Q: What is the Moshi Voice Control Digital Alarm Clock?
A: Meet Moshi - the voice control digital alarm clock! Simply say "Hello Moshi," followed by what you want. Moshi responds to 12 basic commands which include: time, alarm, set time, set alarm, turn off alarm, sleep sound, night light, and more. You can also choose from three different alarm sounds and three soothing sleep sound programs.
Try Moshi today! ABLE Tech now has the alarm clock available to try through its device demonstration and short-term loan program.
ABLE Tech is excited to announce OKDMERP's partnership with Mobility Plus to provide durable medical equipment (DME) services to Oklahomans!
Mobility Plus has five locations in Eastern Oklahoma. These locations will be accepting donations on behalf of OKDMERP. They will be performing the "4R" process of "Receiving" gently used DME, "Refurbishing" the devices (which includes cleaning and sanitizing), "Repairing" the devices if needed, and "Reassigning" to Oklahomans in need.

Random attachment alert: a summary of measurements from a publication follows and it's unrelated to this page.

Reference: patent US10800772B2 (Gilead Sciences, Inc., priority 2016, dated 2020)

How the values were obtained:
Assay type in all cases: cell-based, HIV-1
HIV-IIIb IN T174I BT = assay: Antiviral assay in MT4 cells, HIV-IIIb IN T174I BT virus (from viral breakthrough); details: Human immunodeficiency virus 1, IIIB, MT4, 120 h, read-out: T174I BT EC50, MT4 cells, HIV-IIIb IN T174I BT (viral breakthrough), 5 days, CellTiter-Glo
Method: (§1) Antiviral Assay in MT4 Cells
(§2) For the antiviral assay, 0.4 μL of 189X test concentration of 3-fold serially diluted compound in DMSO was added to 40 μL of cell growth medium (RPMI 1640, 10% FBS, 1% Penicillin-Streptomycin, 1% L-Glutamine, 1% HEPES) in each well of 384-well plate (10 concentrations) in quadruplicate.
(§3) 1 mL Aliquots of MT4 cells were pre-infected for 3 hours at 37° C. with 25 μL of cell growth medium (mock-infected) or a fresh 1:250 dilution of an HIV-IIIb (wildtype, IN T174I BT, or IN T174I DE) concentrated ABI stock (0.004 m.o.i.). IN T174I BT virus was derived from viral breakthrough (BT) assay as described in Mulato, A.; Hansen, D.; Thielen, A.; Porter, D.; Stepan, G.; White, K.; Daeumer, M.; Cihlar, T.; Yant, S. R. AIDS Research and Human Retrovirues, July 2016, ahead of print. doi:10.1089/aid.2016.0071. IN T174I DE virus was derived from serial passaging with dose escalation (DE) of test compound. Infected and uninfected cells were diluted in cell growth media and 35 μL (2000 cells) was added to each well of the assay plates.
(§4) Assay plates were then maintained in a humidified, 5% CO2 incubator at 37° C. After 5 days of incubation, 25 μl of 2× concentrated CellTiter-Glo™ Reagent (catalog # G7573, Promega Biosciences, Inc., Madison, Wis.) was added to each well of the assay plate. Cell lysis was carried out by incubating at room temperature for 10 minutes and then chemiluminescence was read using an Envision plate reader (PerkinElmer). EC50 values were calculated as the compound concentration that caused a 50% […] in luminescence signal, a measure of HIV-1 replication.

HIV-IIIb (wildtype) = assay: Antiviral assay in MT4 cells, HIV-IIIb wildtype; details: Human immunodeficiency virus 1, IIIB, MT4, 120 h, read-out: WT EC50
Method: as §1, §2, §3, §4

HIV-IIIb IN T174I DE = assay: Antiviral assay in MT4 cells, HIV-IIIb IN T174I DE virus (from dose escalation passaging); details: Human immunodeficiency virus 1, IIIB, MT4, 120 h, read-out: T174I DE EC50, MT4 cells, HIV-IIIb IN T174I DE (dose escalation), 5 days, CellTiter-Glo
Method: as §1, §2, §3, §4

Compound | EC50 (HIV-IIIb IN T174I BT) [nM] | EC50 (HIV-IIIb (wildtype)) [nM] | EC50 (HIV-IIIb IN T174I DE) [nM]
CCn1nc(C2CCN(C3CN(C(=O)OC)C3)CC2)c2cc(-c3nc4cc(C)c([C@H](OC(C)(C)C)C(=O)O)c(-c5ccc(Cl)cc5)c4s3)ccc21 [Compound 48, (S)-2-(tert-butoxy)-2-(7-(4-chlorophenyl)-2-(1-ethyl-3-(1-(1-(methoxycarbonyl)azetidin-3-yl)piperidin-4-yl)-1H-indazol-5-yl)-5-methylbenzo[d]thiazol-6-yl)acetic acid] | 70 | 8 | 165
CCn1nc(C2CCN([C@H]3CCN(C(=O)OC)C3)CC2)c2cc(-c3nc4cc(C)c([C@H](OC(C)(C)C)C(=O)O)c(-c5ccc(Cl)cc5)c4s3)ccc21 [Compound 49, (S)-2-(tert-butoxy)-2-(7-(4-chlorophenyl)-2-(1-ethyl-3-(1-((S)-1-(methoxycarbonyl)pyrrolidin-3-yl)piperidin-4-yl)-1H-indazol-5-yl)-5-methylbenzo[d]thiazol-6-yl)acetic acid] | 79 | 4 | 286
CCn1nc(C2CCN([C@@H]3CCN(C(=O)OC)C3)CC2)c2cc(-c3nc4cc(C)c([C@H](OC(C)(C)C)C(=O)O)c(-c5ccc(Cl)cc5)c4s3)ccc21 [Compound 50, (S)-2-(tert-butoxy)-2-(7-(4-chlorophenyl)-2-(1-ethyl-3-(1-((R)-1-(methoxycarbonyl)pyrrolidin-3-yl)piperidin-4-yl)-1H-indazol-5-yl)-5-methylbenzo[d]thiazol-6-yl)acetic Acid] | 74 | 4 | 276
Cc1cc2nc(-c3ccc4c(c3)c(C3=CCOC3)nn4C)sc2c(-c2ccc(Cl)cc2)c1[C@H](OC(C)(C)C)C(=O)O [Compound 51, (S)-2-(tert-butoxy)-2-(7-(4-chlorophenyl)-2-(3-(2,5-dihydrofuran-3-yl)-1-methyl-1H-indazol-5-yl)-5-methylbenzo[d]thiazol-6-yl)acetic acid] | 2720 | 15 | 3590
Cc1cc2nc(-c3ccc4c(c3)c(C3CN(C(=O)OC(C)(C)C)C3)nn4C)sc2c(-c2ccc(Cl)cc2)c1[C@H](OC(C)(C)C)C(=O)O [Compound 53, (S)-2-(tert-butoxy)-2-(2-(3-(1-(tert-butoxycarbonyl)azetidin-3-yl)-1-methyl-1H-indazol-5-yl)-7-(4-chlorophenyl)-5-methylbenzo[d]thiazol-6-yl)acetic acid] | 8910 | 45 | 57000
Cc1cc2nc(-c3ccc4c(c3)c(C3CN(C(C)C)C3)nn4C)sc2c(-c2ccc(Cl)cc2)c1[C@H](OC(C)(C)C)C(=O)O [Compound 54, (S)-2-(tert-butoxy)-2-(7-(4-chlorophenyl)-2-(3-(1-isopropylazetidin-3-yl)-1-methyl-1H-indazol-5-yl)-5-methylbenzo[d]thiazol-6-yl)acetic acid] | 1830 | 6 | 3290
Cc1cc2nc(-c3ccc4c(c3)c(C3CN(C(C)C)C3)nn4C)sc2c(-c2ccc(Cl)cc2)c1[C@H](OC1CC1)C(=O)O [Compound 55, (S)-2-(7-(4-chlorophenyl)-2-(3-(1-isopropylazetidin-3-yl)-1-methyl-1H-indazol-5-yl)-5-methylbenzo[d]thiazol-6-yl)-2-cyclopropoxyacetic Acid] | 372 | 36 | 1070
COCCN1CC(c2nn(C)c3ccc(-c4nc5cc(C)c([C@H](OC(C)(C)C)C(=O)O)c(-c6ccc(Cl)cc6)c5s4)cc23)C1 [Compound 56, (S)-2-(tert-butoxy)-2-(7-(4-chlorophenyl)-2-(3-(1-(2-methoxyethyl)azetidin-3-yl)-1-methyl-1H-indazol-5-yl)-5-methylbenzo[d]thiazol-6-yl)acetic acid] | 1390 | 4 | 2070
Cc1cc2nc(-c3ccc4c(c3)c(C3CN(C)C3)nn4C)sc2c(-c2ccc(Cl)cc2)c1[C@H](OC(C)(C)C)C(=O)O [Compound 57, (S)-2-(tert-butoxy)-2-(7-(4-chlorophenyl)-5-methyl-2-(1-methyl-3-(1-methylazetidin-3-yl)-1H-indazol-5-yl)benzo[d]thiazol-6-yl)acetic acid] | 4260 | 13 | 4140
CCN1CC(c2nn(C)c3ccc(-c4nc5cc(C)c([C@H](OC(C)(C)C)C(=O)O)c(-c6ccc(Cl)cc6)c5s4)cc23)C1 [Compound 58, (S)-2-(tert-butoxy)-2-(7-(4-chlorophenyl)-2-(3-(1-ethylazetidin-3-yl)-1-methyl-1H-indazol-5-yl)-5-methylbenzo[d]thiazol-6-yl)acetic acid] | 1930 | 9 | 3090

OKDMERP is a statewide program based in Oklahoma City. Since April 2012, the program has received over 950 pieces of donated DME valued at over $600,000, and reassigned over 835 pieces valued at $550,000 back into Oklahoma communities at no cost to the applicants.
For more details on the Mobility Plus partnership and for a list of their locations, visit us online at: http://okabletech.okstate.edu
OSU Department of Wellness
1514 W. Hall of Fame
Stillwater, OK 74078
Ph: 405.744.9748 or 888.885.5588 (V/TTY)
Kent Bunker, Director OSU Department of Wellness
Oklahoma ABLE Tech
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This publication is available in alternative formats; please call 800.257.1705 (V/TTY) for more information. The Oklahoma State University Department of Wellness is the lead agency for Oklahoma ABLE Tech. The program is funded by the Rehabilitation Services Administration (RSA) of the U.S. Department of Education. Grant #H224A130036. This publication does not necessarily reflect the position of the policy of RSA/ED, and no official endorsement of the material should be inferred.